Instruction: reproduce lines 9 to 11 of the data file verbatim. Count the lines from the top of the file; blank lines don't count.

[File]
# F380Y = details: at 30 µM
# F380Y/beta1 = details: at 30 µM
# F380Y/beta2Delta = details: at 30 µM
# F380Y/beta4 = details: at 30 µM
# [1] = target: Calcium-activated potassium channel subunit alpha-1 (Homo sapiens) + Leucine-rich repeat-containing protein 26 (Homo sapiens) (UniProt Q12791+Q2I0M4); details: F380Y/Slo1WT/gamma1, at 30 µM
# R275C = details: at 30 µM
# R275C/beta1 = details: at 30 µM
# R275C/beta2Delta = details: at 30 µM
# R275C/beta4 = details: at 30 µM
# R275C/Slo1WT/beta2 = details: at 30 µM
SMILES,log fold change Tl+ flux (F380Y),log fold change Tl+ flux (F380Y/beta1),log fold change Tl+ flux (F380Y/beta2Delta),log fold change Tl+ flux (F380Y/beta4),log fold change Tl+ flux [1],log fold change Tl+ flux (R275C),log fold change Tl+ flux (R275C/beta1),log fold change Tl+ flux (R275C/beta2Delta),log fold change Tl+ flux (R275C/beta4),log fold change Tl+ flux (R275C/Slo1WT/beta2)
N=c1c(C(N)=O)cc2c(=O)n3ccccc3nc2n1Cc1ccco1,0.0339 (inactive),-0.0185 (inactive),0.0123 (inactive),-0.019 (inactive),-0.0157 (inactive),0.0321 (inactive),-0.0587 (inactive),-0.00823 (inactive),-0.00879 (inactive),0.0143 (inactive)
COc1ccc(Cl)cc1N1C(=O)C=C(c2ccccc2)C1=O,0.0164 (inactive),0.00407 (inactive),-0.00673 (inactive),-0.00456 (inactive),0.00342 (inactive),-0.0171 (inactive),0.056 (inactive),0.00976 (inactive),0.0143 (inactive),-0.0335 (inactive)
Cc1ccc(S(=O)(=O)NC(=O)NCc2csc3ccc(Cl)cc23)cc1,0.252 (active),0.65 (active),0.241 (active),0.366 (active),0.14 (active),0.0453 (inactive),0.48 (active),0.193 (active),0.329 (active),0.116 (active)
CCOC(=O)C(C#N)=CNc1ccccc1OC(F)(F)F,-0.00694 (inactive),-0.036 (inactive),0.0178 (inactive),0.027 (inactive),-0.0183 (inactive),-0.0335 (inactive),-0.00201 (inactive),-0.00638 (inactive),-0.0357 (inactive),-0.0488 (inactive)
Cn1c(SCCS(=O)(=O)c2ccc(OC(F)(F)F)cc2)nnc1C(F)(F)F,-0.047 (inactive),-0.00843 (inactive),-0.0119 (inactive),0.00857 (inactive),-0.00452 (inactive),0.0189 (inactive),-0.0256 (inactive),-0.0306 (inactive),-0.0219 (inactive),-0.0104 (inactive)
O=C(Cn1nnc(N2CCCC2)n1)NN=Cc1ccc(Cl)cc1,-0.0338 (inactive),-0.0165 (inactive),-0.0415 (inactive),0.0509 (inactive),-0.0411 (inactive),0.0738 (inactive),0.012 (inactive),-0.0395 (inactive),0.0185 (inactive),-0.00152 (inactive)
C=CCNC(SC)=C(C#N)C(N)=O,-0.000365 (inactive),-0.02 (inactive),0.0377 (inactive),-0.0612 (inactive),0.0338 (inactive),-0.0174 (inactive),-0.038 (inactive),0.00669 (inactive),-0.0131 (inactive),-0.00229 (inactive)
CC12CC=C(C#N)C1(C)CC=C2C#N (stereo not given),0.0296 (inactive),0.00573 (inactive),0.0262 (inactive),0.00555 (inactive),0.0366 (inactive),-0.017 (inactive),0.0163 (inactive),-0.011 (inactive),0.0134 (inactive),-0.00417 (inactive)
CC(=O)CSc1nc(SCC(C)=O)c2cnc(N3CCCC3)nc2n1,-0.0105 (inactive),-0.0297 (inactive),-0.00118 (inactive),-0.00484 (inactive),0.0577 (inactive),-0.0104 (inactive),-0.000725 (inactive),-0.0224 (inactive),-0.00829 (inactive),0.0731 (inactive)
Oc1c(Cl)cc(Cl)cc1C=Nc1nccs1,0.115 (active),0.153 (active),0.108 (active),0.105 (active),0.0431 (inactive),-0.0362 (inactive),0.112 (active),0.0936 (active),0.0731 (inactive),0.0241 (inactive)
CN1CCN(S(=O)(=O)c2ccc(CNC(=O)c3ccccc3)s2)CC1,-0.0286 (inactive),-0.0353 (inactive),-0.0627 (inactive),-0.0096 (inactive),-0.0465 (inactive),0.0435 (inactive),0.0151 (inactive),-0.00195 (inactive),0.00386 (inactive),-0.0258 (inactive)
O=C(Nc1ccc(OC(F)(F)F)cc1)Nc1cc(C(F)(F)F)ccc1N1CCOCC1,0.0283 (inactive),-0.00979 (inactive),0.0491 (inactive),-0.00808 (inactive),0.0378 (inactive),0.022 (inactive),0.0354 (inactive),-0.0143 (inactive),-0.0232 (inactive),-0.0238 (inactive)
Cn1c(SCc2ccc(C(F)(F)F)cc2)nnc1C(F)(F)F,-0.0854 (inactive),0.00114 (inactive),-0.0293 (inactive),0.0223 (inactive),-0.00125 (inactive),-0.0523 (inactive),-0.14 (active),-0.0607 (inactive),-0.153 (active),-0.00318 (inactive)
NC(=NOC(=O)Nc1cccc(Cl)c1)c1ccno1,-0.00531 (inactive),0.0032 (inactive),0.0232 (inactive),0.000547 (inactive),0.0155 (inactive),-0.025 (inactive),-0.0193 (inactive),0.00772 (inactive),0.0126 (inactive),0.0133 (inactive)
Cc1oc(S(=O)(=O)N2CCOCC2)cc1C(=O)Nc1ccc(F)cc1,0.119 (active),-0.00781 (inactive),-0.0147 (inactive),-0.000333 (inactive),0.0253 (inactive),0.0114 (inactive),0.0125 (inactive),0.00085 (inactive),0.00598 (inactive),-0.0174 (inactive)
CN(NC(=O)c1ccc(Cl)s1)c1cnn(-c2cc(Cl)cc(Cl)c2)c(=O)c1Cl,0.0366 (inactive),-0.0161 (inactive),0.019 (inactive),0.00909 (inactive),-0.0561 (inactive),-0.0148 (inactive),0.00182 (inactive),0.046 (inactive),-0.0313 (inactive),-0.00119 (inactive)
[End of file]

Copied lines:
# R275C/beta4 = details: at 30 µM
# R275C/Slo1WT/beta2 = details: at 30 µM
SMILES,log fold change Tl+ flux (F380Y),log fold change Tl+ flux (F380Y/beta1),log fold change Tl+ flux (F380Y/beta2Delta),log fold change Tl+ flux (F380Y/beta4),log fold change Tl+ flux [1],log fold change Tl+ flux (R275C),log fold change Tl+ flux (R275C/beta1),log fold change Tl+ flux (R275C/beta2Delta),log fold change Tl+ flux (R275C/beta4),log fold change Tl+ flux (R275C/Slo1WT/beta2)